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Catholic University Law Review

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Judicial honesty or judicial candor is the subject of significant scholarly attention, but it is not the focus of this Essay. Rather, the author's focus is on the importance that appearing honest has on the persuasive force of an opinion and the dangers associated with failing to achieve that goal. This distinction is not intended to suggest Justices should seek apparent honesty while not being actually honest. Rather, this Essay emphasizes that actually honest opinions must also be apparently honest. Thus, judicial candor is necessary to apparent honesty, but it is not always sufficient on its own.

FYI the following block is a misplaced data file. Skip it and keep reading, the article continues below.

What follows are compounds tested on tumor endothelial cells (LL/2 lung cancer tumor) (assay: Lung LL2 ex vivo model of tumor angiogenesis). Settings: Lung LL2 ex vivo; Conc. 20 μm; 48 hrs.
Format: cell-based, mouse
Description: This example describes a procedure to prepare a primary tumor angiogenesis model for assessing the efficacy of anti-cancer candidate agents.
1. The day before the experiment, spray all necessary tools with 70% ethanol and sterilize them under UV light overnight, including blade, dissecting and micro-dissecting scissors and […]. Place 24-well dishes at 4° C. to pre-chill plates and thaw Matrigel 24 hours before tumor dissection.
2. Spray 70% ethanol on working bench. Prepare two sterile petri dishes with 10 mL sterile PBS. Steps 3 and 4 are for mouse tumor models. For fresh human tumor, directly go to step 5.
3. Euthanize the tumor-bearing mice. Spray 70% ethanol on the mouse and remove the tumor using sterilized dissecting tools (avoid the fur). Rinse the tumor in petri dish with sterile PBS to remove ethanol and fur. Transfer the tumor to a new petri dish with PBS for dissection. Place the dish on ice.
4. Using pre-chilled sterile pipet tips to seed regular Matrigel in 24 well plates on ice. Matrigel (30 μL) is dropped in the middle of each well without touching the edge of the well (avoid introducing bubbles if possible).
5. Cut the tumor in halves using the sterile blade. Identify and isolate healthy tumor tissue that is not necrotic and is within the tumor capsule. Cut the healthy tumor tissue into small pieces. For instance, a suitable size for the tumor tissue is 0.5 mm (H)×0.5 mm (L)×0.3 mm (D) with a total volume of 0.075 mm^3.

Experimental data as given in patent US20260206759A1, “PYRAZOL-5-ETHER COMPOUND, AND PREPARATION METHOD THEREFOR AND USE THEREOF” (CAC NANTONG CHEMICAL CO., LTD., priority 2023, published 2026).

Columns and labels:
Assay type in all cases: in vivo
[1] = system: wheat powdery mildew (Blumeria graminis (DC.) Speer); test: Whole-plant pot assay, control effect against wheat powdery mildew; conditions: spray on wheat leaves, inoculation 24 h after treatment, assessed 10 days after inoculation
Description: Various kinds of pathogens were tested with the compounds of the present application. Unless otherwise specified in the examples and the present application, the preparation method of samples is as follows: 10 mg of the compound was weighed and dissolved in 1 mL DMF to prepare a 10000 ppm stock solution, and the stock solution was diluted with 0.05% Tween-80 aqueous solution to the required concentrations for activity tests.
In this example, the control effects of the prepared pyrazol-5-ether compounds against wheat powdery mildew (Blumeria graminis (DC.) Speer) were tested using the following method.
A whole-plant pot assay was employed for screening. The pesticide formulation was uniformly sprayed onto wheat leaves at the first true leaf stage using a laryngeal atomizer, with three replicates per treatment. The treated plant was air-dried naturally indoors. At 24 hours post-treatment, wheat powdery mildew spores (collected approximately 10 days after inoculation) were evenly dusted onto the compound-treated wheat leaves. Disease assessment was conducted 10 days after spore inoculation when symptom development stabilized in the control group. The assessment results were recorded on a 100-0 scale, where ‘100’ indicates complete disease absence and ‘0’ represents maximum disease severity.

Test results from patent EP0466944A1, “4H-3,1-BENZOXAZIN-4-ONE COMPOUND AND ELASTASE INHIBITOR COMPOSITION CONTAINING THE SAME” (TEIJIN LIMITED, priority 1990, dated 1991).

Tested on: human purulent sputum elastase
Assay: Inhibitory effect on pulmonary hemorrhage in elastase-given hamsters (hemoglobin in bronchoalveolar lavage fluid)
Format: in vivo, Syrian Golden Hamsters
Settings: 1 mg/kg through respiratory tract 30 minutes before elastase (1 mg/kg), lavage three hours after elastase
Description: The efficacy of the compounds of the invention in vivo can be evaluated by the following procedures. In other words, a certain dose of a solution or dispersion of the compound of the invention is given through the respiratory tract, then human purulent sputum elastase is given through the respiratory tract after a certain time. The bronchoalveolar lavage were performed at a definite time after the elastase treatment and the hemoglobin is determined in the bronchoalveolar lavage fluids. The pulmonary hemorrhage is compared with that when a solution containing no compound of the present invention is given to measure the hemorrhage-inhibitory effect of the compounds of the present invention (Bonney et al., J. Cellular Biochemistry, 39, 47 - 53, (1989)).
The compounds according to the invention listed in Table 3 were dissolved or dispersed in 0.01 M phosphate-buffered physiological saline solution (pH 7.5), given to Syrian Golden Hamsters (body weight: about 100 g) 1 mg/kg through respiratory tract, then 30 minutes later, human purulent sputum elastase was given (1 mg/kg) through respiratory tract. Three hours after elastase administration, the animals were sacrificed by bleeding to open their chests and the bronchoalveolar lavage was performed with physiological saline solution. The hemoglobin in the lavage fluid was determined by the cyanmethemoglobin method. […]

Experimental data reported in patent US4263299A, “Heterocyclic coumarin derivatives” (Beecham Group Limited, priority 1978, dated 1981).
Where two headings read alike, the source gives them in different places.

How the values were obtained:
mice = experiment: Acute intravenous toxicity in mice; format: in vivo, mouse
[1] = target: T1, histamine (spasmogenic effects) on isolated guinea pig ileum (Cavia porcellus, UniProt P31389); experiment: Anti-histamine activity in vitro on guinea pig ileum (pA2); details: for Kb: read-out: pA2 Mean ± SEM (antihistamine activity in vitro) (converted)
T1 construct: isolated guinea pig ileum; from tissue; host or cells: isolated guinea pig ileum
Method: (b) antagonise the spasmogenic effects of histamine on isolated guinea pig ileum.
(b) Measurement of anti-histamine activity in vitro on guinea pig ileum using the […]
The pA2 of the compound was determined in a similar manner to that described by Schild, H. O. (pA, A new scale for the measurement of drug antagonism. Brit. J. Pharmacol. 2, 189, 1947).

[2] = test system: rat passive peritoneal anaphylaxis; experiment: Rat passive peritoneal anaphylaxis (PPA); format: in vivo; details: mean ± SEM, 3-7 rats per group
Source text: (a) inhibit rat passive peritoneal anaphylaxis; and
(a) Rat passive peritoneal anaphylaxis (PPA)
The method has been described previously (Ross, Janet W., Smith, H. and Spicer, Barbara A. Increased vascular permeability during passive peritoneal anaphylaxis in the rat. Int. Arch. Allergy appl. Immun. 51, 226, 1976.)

To support the author's assertions, this Essay is divided into three Sections. Section I briefly discusses the elements of an Aristotelian ethos-based appeal and how such appeals are generally derived. Section II applies this approach to Supreme Court opinions and attempts to defend my formulation of apparent honesty. Finally, the author identifies friction points in Supreme Court decisions where there is a heightened danger of appearing less than fully honest. Given the harm failing to appear honest can have on the Court’s credibility, avoiding such an appearance is critical. The author asserts that there are at least three circumstances where the danger of appearing less than fully honest is increased. These three credibility “choke points” involve stare decisis, high-profile politically contentious cases, and changes in a Justice’s position.



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